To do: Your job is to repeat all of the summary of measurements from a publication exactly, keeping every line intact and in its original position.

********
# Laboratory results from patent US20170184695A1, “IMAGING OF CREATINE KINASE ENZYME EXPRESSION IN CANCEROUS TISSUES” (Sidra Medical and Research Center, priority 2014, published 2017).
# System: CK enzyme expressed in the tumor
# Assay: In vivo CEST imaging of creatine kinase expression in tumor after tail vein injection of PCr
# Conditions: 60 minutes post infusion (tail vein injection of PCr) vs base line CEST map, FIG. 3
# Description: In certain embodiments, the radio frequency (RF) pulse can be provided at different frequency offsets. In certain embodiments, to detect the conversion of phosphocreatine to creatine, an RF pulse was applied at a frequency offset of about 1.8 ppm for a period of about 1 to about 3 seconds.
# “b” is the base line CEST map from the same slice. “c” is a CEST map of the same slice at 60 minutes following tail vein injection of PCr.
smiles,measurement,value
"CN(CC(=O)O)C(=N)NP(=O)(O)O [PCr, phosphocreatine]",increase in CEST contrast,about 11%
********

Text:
# Laboratory results from patent US20170184695A1, “IMAGING OF CREATINE KINASE ENZYME EXPRESSION IN CANCEROUS TISSUES” (Sidra Medical and Research Center, priority 2014, published 2017).
# System: CK enzyme expressed in the tumor
# Assay: In vivo CEST imaging of creatine kinase expression in tumor after tail vein injection of PCr
# Conditions: 60 minutes post infusion (tail vein injection of PCr) vs base line CEST map, FIG. 3
# Description: In certain embodiments, the radio frequency (RF) pulse can be provided at different frequency offsets. In certain embodiments, to detect the conversion of phosphocreatine to creatine, an RF pulse was applied at a frequency offset of about 1.8 ppm for a period of about 1 to about 3 seconds.
# “b” is the base line CEST map from the same slice. “c” is a CEST map of the same slice at 60 minutes following tail vein injection of PCr.
smiles,measurement,value
"CN(CC(=O)O)C(=N)NP(=O)(O)O [PCr, phosphocreatine]",increase in CEST contrast,about 11%